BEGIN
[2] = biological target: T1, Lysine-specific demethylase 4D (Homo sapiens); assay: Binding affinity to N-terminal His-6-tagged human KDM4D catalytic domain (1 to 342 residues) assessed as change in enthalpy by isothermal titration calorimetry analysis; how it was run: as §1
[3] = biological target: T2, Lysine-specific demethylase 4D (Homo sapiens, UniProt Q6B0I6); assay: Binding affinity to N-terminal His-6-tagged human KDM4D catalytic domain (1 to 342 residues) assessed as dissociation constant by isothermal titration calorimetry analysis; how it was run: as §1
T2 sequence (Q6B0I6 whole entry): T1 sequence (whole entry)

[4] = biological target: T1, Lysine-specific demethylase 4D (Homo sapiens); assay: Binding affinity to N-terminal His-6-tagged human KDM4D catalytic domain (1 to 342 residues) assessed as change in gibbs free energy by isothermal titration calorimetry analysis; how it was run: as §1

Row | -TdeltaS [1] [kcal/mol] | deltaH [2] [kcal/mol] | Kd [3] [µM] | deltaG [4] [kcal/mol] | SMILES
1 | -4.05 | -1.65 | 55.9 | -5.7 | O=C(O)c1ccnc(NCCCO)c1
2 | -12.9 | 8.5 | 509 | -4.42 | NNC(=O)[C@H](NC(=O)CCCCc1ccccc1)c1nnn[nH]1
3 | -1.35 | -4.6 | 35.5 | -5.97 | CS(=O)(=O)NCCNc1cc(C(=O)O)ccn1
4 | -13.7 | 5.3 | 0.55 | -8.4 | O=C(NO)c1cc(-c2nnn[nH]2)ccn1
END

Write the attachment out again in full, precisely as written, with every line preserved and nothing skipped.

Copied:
[2] = biological target: T1, Lysine-specific demethylase 4D (Homo sapiens); assay: Binding affinity to N-terminal His-6-tagged human KDM4D catalytic domain (1 to 342 residues) assessed as change in enthalpy by isothermal titration calorimetry analysis; how it was run: as §1
[3] = biological target: T2, Lysine-specific demethylase 4D (Homo sapiens, UniProt Q6B0I6); assay: Binding affinity to N-terminal His-6-tagged human KDM4D catalytic domain (1 to 342 residues) assessed as dissociation constant by isothermal titration calorimetry analysis; how it was run: as §1
T2 sequence (Q6B0I6 whole entry): T1 sequence (whole entry)

[4] = biological target: T1, Lysine-specific demethylase 4D (Homo sapiens); assay: Binding affinity to N-terminal His-6-tagged human KDM4D catalytic domain (1 to 342 residues) assessed as change in gibbs free energy by isothermal titration calorimetry analysis; how it was run: as §1

Row | -TdeltaS [1] [kcal/mol] | deltaH [2] [kcal/mol] | Kd [3] [µM] | deltaG [4] [kcal/mol] | SMILES
1 | -4.05 | -1.65 | 55.9 | -5.7 | O=C(O)c1ccnc(NCCCO)c1
2 | -12.9 | 8.5 | 509 | -4.42 | NNC(=O)[C@H](NC(=O)CCCCc1ccccc1)c1nnn[nH]1
3 | -1.35 | -4.6 | 35.5 | -5.97 | CS(=O)(=O)NCCNc1cc(C(=O)O)ccn1
4 | -13.7 | 5.3 | 0.55 | -8.4 | O=C(NO)c1cc(-c2nnn[nH]2)ccn1